Before Rauan Klassnik joined the team here at HTML Giant, he did a little blogging in the realm of parody with a stream of posts that involved, in a semi-veiled way, the recently hotly discussed character of Seth Abramson.
Rauan provides the adventures of Sex Ableton.
They are pretty graphic, and obscenity laden, and freely riff of Sex’s wife and cock and etc, but also delve further, in the way much of Rauan’s work does, to larger ideas of identity, fucking, and, yes, love.
Here’s an excerpt:
She drops to her knees. Unzips him. There in the moonlight. In the corn.
And two hairless testicles pop out at her.
O, how cute, she exclaims, you wax!
But where’s the cock? she ponders.
And then it hits her: a house mouse cock!
O, My God she exclaims so loudly that the breath from the elongated twangy syllable she made of the word “God” swept over Sex’s balls and on to his tiny hidden cock. And it all tingles. Tingles like all the stars. All the stars crushed into a dot. A scorched waiting primordial dot.
It was as though the hand of God or some other great power or creature had touched them. He was petrified. Primary. Excited beyond the capacity of anything that measures. Mass or girth. Demons or Colin Firth.
For those still interested in the ALC/Fellner story, I spoke with Steve Fellner over the phone on Saturday. I want to share his side (with his permission) regarding why he took down the original post that vehemently condemned Seth Abramson’s MFA application consulting firm.
Recently, and just in time for the fall application season, Abramson Leslie Consulting opened for business with a domain registered to GoDaddy and a serious-looking website. The firm calls itself “the first-ever consulting firm designed exclusively for applicants to Master of Arts (M.A.), Master of Fine Arts (M.F.A.), and doctorate (Ph.D.) in Creative Writing Programs.”
Shortly thereafter, poet Steve Fellner posted a critique of Abramson Leslie Consulting(ALC), saying it “seems corrupt,” “is evil,” and “is pure greed.” C. Dale Young and Eduardo C. Corral, among others, linked to Fellner’s post.
Given the recent controversy here at HTMLGIANT, I have to say that what worries me about the Fellner thing is that, due to some “legal issues,” whatever those were, Fellner decided to delete his criticism of ALC; fortunately, this was an ineffective, though no less meaningful act, as the post is still widely available online (not Fellner’s fault). Thanks to Google, you may read Fellner’s post, titled “Why a Creative Writing ‘Firm’ May be the Most Unethical Entity in the Literary Community At Large,” in your Google Reader – simply follow Fellner’s blog, Pansy Poetics, and the post will show up in the feed. (Update: the Google cache snapshot is no longer accessible.) Here’s a tidbit from Fellner’s post, in which he questions the firm’s basic concept:
Or am I reading this “under construction” website wrong? Am I supposed to read this as a parody? As a satire of the idea that one should ethically manipulate their art to receive possible help from other poets and fiction writers? Is the firm also broadly mocking Kaplan Education Centers? Where students pay a tidy fee to improve their test scores? Where test scores are considered to be the measure of excellence? Is the firm ridiculing the inherent nature of MFA programs? That within colleges, institutions that offer grades, art is something that be measured and assessed with perfunctory, mechanical accuracy?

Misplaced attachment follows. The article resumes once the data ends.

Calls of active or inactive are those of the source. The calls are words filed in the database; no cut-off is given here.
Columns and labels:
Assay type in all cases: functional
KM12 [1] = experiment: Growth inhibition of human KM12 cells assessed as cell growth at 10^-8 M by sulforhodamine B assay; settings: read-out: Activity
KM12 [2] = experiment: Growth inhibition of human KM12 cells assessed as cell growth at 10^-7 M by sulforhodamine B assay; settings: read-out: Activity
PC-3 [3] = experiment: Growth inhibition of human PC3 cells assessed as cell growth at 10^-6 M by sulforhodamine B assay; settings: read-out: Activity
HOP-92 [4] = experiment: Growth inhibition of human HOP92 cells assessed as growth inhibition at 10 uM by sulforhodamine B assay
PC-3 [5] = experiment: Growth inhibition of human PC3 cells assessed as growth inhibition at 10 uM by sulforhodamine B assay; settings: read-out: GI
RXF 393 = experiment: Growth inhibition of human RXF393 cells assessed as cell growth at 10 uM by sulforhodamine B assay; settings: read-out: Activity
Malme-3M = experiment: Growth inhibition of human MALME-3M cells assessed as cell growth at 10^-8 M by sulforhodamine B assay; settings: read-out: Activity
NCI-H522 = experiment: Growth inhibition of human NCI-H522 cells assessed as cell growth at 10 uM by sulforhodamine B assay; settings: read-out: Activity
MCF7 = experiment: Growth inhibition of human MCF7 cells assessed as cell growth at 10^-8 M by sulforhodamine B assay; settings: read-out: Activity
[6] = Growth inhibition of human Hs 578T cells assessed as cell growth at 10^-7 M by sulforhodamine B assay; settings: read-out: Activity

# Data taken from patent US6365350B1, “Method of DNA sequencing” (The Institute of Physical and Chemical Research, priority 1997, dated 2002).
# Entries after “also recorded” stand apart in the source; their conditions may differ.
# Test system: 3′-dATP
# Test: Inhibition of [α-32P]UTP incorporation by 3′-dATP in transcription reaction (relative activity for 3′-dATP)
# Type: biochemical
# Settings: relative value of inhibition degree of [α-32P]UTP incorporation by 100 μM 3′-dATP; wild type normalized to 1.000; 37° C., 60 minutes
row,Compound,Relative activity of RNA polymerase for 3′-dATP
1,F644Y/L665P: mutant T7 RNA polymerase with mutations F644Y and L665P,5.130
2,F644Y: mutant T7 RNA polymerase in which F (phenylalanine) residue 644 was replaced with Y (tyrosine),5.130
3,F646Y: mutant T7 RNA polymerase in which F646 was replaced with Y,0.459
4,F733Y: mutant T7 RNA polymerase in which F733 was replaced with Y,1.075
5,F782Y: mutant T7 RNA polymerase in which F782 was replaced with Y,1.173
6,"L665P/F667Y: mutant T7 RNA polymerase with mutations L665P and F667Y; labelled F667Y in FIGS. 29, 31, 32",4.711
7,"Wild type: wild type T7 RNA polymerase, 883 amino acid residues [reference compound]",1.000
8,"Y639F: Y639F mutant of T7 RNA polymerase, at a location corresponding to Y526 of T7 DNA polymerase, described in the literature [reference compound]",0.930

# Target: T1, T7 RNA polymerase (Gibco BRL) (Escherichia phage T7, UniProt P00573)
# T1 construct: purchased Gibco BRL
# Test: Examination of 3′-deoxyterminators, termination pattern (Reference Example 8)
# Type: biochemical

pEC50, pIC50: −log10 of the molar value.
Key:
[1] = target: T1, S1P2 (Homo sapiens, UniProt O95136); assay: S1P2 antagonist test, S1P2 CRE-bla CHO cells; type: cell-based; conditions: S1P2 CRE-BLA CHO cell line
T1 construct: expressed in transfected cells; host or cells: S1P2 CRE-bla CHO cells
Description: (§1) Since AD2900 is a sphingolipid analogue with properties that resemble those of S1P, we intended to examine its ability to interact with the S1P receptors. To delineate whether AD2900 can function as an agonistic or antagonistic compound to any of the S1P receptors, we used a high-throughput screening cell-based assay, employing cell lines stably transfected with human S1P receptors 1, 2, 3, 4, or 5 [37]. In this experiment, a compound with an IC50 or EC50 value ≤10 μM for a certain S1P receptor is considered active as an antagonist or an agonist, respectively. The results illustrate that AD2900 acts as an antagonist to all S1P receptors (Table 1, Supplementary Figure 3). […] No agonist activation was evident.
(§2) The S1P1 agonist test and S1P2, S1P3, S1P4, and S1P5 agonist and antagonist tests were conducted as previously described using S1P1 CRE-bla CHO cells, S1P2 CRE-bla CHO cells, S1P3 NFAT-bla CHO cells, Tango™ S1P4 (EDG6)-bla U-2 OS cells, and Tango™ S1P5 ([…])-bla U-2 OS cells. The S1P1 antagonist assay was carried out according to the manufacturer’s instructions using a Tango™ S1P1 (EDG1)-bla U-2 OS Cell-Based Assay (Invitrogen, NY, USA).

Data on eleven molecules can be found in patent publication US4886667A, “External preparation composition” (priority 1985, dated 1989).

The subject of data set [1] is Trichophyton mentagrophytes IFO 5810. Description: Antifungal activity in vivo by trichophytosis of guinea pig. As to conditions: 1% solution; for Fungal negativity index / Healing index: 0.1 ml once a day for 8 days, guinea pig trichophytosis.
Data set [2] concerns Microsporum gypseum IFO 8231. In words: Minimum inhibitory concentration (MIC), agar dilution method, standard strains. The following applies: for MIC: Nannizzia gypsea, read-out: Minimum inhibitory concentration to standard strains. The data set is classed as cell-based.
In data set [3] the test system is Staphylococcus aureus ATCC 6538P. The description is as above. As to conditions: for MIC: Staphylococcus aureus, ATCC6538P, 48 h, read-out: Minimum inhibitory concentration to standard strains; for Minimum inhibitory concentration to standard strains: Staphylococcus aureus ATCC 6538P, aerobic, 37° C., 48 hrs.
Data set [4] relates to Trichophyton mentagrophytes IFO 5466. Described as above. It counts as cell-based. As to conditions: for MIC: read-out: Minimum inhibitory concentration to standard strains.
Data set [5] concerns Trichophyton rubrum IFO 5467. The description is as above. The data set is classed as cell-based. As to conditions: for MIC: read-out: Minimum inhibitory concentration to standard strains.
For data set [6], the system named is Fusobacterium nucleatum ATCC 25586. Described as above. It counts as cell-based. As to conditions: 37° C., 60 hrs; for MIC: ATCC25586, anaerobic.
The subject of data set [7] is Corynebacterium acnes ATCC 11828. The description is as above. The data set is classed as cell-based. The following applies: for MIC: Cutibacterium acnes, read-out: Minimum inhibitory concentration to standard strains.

I’d really be interested to know more details on the legal issues behind Fellner’s removing his post.
Now direct your attention to the latest post about ALC at Seth Abramson’s blog. If you’d like to read the whole thing, go ahead. But I’ll just quote the last bit for you:
what we (the eight souls presently committed to ALC) are doing not only comes with a long line of precedent both within the poetry community and without, but adheres to our own–and any–standard of business ethics, personal ethics, and the ethics of being members of a community where just finding the community, i.e. a genuine sense of community, in the first place sometimes seems impossible. And with all the gossip and nonsense on the blogs these days–the non-reality-based analyses, the cruel attacks, the rubber-necking/flame-fanning, and the scurrilous presumptions and accusations–it’s no wonder a young writer would be looking somewhere other than the blogosphere for some help, advice, support, guidance, and honesty. Such things are in short supply these days, and those who try to give them don’t fare any better in the gossip mill, it sometimes seems, than those who sole contribution to this community is to do all they can to burn it down.
I have more to say on this, but haven’t the time to articulate it intelligently, so for now I’ll just leave it at that.
Feel free to discuss.